The Law of the Market: Do You Need Medicaid Planning?

Even in recent years, the average life expectancy of Americans has increased dramatically. Just a few years ago, a 75-year-old white man could only expect to live to his early 80s. Now he can expect to live to be 87. The same increased life expectancy is available to all other types of individuals, whether male or female and whether white or colored.

This revolution in life expectancy is the result of many factors, but the most important are:

Over the past few years, the medical treatment of heart disease, cancer, and many other illnesses has improved dramatically.

Far fewer Americans smoke than in the past.

However, it is also true that due to our increased life expectancies, many more of us are likely to require at least a few months of nursing home care in our later years, and many of we may need this care for many years. But comprehensive care at a New Hampshire nursing home can easily cost $15,000 a month. For most of us, even just a few months of these costs would be catastrophic. And for those of us who are eligible for Medicare, our Medicare insurance would only cover a small portion of them.

It is true, however, that even if we have substantial assets and income, we can benefit from having our nursing home costs covered by Medicaid. This federal assistance program primarily benefits low-income individuals and families. However, with careful planning, Medicaid can cover some or all of your nursing home costs, regardless of your wealth.

A brief overview of the rules governing Medicare nursing home coverage can be found in a pamphlet, “Understanding New Hampshire’s Medicaid Rules,” by Manchester law firm Butenhof & Bomster, PC. You can access this brochure on this company’s website; the link is:

However, the rules governing Medicaid coverage of nursing home costs are numerous and complex, and they are constantly changing. Their discussion in the brochure above, excellent as it is, is just the tip of the iceberg. Also, these rules can differ significantly from one person potentially eligible for Medicaid nursing home coverage to another, and they can also differ significantly among potentially eligible married couples. I will therefore not attempt to summarize them here.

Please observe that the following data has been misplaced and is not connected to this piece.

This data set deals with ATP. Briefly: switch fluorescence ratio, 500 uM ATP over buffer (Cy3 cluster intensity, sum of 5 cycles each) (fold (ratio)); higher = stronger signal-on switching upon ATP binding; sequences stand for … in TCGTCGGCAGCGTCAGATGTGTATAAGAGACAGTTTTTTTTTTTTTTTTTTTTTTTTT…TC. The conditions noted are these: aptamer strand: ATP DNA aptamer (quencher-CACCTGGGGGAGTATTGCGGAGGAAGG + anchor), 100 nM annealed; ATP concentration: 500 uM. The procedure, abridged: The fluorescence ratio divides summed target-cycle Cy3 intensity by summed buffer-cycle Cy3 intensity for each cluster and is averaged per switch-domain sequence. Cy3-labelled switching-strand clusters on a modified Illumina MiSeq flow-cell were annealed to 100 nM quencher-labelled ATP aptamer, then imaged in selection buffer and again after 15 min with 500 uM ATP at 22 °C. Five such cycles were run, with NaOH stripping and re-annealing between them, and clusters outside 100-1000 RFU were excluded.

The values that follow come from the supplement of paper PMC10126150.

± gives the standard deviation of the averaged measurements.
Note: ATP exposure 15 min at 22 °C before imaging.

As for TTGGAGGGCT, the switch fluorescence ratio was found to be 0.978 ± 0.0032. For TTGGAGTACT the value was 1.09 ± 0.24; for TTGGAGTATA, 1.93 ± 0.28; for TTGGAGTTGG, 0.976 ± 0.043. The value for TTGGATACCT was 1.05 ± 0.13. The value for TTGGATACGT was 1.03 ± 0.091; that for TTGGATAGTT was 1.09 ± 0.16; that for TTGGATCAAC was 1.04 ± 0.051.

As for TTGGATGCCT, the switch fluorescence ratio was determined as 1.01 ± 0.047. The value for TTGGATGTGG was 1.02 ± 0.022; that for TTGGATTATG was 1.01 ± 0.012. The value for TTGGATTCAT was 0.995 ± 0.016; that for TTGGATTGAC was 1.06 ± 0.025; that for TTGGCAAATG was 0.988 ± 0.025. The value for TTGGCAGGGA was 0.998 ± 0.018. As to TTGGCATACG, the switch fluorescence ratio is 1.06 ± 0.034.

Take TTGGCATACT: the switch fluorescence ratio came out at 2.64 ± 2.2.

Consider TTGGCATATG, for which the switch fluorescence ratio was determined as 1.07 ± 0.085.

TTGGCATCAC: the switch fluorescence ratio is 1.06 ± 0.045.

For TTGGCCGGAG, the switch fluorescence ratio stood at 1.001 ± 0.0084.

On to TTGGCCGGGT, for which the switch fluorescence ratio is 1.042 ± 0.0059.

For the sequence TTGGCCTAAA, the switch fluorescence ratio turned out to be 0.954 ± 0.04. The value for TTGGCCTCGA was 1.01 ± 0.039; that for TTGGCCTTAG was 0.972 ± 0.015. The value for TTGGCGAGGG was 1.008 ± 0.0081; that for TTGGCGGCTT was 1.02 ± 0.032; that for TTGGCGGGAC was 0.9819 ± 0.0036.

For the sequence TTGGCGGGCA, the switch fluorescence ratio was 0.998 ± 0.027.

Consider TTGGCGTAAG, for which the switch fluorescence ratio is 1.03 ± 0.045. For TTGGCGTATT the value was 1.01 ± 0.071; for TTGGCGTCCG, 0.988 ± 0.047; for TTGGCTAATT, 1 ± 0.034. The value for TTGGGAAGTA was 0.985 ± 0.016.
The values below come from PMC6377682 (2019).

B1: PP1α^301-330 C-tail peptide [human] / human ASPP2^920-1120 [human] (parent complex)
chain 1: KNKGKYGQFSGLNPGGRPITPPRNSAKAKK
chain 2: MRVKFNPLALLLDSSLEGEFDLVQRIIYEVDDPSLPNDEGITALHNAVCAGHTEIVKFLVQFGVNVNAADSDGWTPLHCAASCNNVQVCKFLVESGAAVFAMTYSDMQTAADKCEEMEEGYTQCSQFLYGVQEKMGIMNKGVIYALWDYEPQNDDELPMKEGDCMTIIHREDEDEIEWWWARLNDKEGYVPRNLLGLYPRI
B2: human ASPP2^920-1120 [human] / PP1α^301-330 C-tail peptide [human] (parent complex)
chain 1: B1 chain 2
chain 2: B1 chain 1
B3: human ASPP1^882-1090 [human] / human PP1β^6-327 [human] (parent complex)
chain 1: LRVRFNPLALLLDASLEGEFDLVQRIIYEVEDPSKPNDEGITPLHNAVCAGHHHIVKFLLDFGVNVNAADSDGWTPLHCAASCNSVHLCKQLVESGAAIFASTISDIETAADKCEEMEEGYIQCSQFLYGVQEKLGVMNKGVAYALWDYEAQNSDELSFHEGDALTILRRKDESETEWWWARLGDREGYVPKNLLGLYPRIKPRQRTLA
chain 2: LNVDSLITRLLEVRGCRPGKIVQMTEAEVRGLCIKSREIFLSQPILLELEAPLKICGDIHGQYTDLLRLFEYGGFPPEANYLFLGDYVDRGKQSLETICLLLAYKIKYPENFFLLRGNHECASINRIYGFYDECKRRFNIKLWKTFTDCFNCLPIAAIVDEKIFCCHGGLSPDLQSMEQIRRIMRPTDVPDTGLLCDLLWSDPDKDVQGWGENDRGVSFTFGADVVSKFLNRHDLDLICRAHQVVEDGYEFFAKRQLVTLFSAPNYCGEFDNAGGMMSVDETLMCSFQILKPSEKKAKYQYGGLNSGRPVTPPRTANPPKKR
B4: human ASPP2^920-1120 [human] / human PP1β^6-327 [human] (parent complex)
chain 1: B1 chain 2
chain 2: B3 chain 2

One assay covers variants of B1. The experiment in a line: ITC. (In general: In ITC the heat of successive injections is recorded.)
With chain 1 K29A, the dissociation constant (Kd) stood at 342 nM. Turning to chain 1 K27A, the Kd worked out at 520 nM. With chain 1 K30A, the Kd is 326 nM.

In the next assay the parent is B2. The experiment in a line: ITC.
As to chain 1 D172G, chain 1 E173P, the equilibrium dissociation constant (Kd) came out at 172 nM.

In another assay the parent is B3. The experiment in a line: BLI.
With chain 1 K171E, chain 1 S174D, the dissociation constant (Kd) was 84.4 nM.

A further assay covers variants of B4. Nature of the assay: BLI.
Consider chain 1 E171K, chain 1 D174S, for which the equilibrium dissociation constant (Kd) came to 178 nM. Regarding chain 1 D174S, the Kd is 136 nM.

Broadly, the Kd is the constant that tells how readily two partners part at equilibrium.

However, I urge all readers of this column, regardless of age, to consider consulting with an expert in Medicaid nursing home coverage now. This expert’s advice could well save you and your heirs tens or hundreds of thousands of dollars in income and assets. I am not a Medicaid planning expert. However, if you contact me, I will be happy to refer you.

John Cunningham is an attorney licensed to practice law in New Hampshire and Massachusetts. He is legal counsel for the law firm McLane Middleton, PA. Contact him at 856-7172 or [email protected] His website is To access all of his Law in the Marketplace columns, visit

Law in the Marketplace is a legal advice section. It airs weekly in the Sunday Business section. The author is a lawyer at Concord and is not a staff member of the Monitor.

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